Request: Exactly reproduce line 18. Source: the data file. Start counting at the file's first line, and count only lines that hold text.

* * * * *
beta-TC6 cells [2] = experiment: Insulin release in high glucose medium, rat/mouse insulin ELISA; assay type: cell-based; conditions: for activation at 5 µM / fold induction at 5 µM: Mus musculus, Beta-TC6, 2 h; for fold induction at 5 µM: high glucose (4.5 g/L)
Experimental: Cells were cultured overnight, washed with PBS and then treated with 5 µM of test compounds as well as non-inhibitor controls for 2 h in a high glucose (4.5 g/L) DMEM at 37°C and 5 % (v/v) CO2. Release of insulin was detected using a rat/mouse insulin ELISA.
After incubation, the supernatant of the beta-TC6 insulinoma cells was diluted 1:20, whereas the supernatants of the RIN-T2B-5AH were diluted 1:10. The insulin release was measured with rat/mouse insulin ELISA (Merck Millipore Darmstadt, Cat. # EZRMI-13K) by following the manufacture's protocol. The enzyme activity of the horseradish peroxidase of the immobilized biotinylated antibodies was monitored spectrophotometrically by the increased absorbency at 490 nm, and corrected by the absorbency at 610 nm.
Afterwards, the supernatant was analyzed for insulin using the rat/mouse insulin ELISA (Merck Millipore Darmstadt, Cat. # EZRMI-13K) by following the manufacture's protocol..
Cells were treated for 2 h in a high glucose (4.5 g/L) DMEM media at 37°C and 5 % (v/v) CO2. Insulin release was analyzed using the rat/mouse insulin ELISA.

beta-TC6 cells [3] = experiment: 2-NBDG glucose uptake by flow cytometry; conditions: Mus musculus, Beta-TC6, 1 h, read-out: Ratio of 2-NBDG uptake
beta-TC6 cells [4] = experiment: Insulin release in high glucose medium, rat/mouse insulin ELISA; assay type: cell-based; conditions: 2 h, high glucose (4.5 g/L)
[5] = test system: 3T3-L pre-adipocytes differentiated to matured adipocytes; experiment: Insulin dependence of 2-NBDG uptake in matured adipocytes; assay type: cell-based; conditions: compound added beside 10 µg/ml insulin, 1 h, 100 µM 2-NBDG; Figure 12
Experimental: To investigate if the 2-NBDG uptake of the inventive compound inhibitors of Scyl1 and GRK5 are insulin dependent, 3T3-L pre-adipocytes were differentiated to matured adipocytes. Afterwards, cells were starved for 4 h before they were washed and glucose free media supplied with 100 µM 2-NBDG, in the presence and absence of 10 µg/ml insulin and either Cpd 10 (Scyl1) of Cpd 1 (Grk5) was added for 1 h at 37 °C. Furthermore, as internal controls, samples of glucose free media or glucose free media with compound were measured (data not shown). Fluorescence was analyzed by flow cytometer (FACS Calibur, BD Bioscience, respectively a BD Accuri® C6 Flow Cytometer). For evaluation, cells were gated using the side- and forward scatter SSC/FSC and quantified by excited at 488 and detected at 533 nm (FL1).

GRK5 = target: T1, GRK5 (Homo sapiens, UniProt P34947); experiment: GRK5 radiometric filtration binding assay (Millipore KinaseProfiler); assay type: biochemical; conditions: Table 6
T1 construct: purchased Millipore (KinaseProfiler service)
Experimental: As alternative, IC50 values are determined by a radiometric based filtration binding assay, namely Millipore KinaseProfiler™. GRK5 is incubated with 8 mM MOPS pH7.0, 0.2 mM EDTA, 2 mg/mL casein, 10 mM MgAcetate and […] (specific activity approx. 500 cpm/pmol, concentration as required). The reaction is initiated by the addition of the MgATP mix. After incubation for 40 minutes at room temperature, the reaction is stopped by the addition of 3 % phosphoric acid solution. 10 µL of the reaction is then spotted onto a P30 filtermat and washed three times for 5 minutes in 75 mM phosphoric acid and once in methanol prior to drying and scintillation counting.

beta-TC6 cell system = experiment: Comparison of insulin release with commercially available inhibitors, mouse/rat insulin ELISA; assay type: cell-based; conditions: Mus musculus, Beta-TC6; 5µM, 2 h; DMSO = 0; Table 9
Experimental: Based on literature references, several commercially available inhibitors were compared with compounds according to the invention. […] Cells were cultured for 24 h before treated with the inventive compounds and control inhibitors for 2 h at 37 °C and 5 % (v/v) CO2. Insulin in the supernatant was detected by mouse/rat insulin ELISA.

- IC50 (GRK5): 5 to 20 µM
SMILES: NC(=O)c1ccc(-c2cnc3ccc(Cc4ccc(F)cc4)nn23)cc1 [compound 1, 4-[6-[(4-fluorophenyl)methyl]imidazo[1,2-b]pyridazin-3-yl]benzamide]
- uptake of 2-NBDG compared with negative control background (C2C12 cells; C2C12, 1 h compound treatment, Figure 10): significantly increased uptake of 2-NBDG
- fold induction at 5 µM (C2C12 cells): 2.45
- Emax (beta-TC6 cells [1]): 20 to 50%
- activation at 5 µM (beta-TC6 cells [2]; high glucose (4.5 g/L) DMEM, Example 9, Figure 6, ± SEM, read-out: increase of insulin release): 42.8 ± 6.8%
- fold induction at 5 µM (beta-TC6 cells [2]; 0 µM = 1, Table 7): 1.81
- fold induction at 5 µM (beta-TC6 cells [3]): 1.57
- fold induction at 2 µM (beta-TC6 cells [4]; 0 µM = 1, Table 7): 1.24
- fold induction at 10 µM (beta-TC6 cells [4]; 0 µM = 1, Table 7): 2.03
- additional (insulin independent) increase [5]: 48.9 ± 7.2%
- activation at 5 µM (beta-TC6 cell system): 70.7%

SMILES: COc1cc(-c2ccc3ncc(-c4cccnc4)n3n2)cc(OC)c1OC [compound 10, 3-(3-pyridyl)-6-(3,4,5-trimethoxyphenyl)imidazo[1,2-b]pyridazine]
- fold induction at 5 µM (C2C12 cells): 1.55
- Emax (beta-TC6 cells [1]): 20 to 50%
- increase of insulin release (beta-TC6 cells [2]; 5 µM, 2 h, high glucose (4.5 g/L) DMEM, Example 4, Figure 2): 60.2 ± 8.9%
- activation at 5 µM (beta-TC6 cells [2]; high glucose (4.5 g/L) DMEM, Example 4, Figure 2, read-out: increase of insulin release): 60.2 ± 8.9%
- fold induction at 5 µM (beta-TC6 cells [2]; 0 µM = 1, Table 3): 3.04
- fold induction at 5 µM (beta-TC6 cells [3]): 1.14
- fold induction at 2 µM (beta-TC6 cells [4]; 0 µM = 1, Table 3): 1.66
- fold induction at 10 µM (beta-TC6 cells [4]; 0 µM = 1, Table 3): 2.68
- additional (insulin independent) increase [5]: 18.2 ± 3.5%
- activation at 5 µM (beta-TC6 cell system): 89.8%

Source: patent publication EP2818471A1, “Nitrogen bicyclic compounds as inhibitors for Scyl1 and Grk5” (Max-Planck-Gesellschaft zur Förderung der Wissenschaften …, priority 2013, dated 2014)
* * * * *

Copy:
- fold induction at 5 µM (C2C12 cells): 2.45